American actor who had early success as a sunny juvenile, but whose career declined following World War II, in which he was a highly-decorated hero.
This photo was taken aboard USS ESSEX CV9 soon after Lt.Wayne Morris scored his 7th air victory.
Note: Wayne Morris was considered by the Navy as physically ‘to big' to fly fighters. After being turned down several times as
a fighter pilot, he went to his brother in law, Commaneder David McCampbell, imploring him for the chance to fly fighters.
Commander McCampbell said “Give me a letter”. That's how he became a fighter Ace. He flew with VF15 with the famed
“McCampbell Heroes”. Medal of Honor David McCampbell was the top Navy Ace of all time, with 34 air victories.This photo is from the Naval archives and is in the public domain.
A native of Los Angeles, Morris played football at Los Angeles City College, then worked as a forest ranger.
Returning to school, he studied acting at Los Angeles Junior College and at the acclaimed Pasadena Playhouse. A Warner Bros. talent scout spotted him at the Playhouse and he signed with the studio in 1936.
Blond and open-faced, he was a perfect type for boy-next-door parts and within a year had made a success in the title role of Kid Galahad (1937). While filming Flight Angels (1940), Morris became interested in flying and became a pilot.
With war in the wind, he joined the Naval Reserve and became a Navy flier in 1942, leaving his film career behind for the duration of the war. Assigned to the carrier Essex in the Pacific, Morris shot down seven Japanese planes and contributed to the sinking of five ships. He was awarded four Distinguished Flying Crosses and two Air Medals.
Following the war, Morris returned to films, but his nearly four-year absence had cost him his burgeoning stardom. He continued to topline movies, but the pictures, for the most part, sank in quality. Losing his boyish looks but not demeanor, Morris spent most of the Fifties in low-budget Westerns. A wonderful performance as a weakling in Stanley Kubrick's Paths of Glory (1957) might have given impetus to a new career as a character actor, had Morris lived.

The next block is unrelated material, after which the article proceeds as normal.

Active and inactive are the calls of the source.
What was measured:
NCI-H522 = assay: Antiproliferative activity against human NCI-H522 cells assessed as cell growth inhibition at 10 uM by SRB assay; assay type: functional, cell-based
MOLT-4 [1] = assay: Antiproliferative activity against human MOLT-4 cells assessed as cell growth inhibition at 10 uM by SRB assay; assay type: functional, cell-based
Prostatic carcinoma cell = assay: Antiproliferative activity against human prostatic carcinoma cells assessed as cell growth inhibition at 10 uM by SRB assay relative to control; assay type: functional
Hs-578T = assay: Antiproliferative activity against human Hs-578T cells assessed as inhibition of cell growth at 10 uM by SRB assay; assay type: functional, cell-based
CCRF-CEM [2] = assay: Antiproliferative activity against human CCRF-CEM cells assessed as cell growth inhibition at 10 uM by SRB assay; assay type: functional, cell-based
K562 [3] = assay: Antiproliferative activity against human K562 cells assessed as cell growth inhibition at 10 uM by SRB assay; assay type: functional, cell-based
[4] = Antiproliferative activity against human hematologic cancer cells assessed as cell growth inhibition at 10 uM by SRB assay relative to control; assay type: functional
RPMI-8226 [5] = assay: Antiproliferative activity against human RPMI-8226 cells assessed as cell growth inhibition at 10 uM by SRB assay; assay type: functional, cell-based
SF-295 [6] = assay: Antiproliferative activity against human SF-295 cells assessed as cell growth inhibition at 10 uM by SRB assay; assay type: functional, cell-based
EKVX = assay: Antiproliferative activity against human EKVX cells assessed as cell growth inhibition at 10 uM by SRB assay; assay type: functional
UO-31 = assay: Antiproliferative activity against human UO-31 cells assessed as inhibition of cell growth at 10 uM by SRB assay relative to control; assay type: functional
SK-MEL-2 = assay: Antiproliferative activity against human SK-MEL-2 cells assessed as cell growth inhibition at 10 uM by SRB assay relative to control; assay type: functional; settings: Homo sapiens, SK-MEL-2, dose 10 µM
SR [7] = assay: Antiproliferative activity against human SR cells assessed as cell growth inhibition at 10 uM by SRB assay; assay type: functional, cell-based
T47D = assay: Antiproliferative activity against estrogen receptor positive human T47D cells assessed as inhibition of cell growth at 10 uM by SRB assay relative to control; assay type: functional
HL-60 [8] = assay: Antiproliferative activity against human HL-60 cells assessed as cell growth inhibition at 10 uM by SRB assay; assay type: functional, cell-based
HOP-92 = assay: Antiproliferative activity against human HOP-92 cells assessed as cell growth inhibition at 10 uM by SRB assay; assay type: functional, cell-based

However, he suffered a massive heart attack while visiting aboard the aircraft carrier Bon Homme Richard in San Francisco Bay and was pronounced dead after being transported to Oakland Naval Hospital in Oakland, California. He was 45. His last film was not released until two years after his death.
Real name: Bert DeWayne Morris, Jr.
1914 – 1959
It's a dubious distinction or honor, perhaps, but most Western film historians and fans generally agree that Wayne Morris was the last of the B-Western heroes, and TWO GUNS AND A BADGE (Allied Artists, 1954), was the last of the low-budget series Westerns. While this distinction may be questioned, there is no debating the fact that the big, likeable, laid-back actor was one of the true heroes of World War II.
Born on February 17, 1914 in Los Angeles, he attended Los Angeles High where he was a member of the cheerleading squad. Contrary to popular belief and probably studio hype, he did not play football. After graduating he attended Los Angeles City College before entering the famous Pasadena Playhouse on a scholarship. A screen test with Warner Brothers' Studio led to a contract and a bit part as a navigator in the 1936 CHINA CLIPPER, an aviation yarn starring Pat O'Brien.
Other small roles followed between 1936 and 1937. His big break finally came in May of '37 when the studio selected him for the title role in KID GALAHAD. Directed by Sam Bischoff, it was a major film with an impressive cast that included Bette Davis and Humphrey Bogart. In fact, KID GALAHAD is considered Morris' best film and definitely boosted him to near-star status. That year also found Morris in his first Western, supporting Dick Foran in LAND BEYOND THE LAW.